Seeing the trees and being grateful
I remember my family and I driving to California to see family. It was 2018, and we were passing through the ravages of the Klamathon and Carr fires.
As we drove through those burned-out areas, we saw a proliferation of signs thanking firefighters for saving lives, property. As we drove, we also saw trucks filled with haggard, dirty firefighters. Passing through Shasta County, we thought of the irony that people were so grateful to firefighters, many of whom were Mexican immigrant men, yet earlier that year, Shasta County supervisors had authorized a resolution claiming Shasta County as a “non-sanctuary” county, which in the Latino immigrant community translated to “immigrants, you are not welcome.”
Many of those firefighters, when they are not fighting wildfires, year after year, plant up to 40 million seedlings in Oregon as part of reforestation projects. But how many people know of their contributions?
I identify as a Chicana/Mexican American woman. I was born in Compton, California, and for many years, I thought of myself as a first-generation American, the daughter of immigrants. While this in some ways is true, I didn’t realize how far back my family’s history in the United States stretched. In speaking to my mother as a young adult, for example, I came to realize that my mother did not grow up with her father, because in 1952 he moved to the United States looking for opportunity. My Grandfather Pilar did an assortment of jobs, but eventually became a gardener at a Beverley Hills estate. He would send money back home to support his family.
Once, my father reminisced about reading one of his mother’s letters to his father, my Grandpa Rafael. In that letter, Grandma Trine shared that my father, a then 1-year old, had learned to walk. The year was 1944. Grandpa Rafael was in Idaho, doing what he did best — farming. He, like many other Mexican men, helped farms keep running while many U.S. men went off to war.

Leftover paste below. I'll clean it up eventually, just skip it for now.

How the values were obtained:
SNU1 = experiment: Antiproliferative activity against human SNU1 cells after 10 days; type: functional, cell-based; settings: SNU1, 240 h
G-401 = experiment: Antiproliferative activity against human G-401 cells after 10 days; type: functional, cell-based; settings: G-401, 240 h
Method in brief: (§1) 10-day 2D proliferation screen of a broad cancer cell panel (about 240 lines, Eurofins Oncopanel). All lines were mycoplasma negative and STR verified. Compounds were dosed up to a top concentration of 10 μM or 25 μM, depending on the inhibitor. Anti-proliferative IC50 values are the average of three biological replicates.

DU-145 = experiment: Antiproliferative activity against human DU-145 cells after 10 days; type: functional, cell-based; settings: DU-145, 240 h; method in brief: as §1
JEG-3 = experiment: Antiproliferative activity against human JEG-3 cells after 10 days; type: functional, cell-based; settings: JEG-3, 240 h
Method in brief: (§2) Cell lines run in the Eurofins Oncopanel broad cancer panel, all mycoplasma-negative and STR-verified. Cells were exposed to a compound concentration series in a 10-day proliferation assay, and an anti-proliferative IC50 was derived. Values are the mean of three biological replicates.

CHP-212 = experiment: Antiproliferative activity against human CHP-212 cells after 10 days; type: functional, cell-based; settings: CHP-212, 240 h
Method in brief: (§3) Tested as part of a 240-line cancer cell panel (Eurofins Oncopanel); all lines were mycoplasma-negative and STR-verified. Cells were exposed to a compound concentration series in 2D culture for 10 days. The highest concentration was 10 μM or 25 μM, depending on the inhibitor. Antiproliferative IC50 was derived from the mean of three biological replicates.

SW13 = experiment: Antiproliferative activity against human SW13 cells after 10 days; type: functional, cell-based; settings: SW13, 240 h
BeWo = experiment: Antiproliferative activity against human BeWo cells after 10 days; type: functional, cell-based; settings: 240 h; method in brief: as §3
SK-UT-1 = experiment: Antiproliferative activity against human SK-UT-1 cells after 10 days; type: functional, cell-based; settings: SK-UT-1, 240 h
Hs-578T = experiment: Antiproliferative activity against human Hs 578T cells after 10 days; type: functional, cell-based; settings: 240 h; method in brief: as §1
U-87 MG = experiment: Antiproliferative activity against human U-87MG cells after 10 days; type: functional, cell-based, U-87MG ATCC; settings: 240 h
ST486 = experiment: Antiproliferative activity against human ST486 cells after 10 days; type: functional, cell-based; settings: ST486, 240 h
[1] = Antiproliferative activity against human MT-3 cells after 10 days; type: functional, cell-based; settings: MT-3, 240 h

A few years ago I was visiting family in Chicago. The uncles who lived there had worked in meat-packing plants. Some of the oldest uncles and great uncles had done foundary work.
As a child I had heard Grandma Trine say that work in “la fundacion” was such heavy, dirty work. Later, through a labor history class, I learned how essential foundary work was to the U.S. economy and the building of our nation.
When I inquired how those older uncles ended up doing foundary work, I learned that my Great-Grandfather Pablo had introduced them to Chicago, and into this type of labor. I came to realize that our family has had a long relationship with the United States. It made me think of all the contributions my family has made to this country.
How many other Mexican families have contributed to the United States too? Here in the Southern Oregon agricultural, hospitality and caretaking industries, many of these “invisible industries” are shaped by Latino labor. When forest seedlings mature into trees, and we are in awe of their splendor, will we, our children, and our grandchildren know Mexican men planted them, and will we be grateful?
Alma Rosa Alvarez is a professor of English at Southern Oregon University. In her spare time she enjoys reading and writing poetry.